Middle Schooler Accused of 'Sexual Harassment' Under Federal Law for Using 'Wrong' Pronouns
A Wisconsin school district has accused three middle school boys of sexual harassment.
The supposed sexual harassment? Calling a student by their biological pronoun in March -- instead of calling her "they" and "them" as she requested, according to WLUK-TV.
School district officials surprised the boys' parents in April when they told them that the district would be charging their sons for sexual harassment under Title IX.
The federal civil rights law, among other things, prohibits gender-based harassment through name-calling in educational institutions receiving federal funding.
"I received a phone call from the principal over at the elementary school, forewarning me, letting me know that I was going to be receiving an email with sexual harassment allegations against my son," Rosemary Rabidoux, the mother of one of the boys, told WLUK-TV.
"I immediately went into shock. I’m thinking, sexual harassment? That’s rape, that’s inappropriate touching, that’s incest."
"[The investigating principal] said he’s being allegedly charged with sexual harassment for not using proper pronouns," Rabidoux said. "I thought it wasn’t real. I thought this has got to be a gag, a joke -- one has nothing to do with the other."
Rabidoux said that her son was standing up for a friend a girl was attacking for not using her preferred pronouns when he got accused of sexual harassment.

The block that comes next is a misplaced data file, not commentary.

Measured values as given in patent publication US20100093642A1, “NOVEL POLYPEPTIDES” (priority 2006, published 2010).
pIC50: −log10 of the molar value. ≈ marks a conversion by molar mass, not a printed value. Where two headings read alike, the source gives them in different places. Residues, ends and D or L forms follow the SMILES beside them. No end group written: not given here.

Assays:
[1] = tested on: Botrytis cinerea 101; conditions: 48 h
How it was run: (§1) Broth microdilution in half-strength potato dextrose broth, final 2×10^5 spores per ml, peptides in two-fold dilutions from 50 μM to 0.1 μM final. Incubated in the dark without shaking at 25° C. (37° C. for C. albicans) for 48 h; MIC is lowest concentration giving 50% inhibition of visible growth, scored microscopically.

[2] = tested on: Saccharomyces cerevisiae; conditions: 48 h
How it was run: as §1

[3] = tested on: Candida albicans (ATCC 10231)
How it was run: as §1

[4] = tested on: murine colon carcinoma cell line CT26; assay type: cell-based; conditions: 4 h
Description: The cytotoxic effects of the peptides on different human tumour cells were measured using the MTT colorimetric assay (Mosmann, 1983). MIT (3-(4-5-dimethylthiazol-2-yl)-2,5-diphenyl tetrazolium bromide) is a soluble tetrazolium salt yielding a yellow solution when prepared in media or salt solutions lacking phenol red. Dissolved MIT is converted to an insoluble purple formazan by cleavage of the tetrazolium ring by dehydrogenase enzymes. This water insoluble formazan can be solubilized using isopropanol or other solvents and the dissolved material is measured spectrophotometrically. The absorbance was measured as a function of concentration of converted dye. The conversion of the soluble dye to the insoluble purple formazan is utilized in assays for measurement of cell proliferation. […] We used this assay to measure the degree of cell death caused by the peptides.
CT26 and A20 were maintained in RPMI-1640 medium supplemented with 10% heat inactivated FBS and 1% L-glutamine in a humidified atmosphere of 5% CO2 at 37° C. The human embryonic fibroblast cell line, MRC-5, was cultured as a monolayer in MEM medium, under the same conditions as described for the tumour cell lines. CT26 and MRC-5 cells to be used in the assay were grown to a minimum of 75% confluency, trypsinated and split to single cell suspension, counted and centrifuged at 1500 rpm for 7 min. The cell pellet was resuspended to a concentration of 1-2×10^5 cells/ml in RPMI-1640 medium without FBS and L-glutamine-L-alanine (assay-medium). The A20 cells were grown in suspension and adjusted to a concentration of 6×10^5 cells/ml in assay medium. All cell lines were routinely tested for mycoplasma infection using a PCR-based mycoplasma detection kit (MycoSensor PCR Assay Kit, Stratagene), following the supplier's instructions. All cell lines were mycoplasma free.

"She had been screaming at one of Braden’s friends to use proper pronouns, calling him profanity, and this friend is very soft-spoken and kind of just sunk down into his chair," Rabidoux said.
"Braden finally came up, defending him, saying, ‘He doesn’t have to use proper pronouns. It’s his constitutional right to not use. You can’t make him say things,'" Rabidoux said.
According to Rabidoux, the girl revealed her preferred pronouns earlier this year, but the new pronouns "they" and "them" were confusing to her son.
“It’s plural. It doesn’t make sense to him ... So, I told him to call them by their names,” Rabidoux said, WITN-TV reported.
The parents are working with an attorney from the Wisconsin Institute for Law and Liberty to seek justice for the boys.
"It’s not sexual harassment under Title IX, under their own policy, under federal law, and it’s probably a First Amendment violation. Almost certainly, if that’s their theory, that solely using the wrong pronoun, that that would be a First Amendment violation," said Luke Berg, the attorney representing the boys, according to Fox News.
The school district turned down a request for comment from WBAY-TV, citing a policy of refusing to comment on student affairs.
Instead, the Kiel Area School District sent this statement to the outlet: “The KASD prohibits all forms of bullying and harassment in accordance with all laws, including Title IX, and will continue to support ALL students regardless of race, color, religion, national origin, ancestry, creed, pregnancy, marital status, parental status, sexual orientation, sex (including transgender status, change of sex or gender identity) or physical, mental, emotional or learning disability (“Protected Classes”) in any of its student programs and activities; this is consistent with school board policy. We do not comment on any student matters.”
Berg told WBAY-TV that should the school district not clear the boys' records and choose to punish them, they will take legal action against the district.
This article appeared originally on The Western Journal.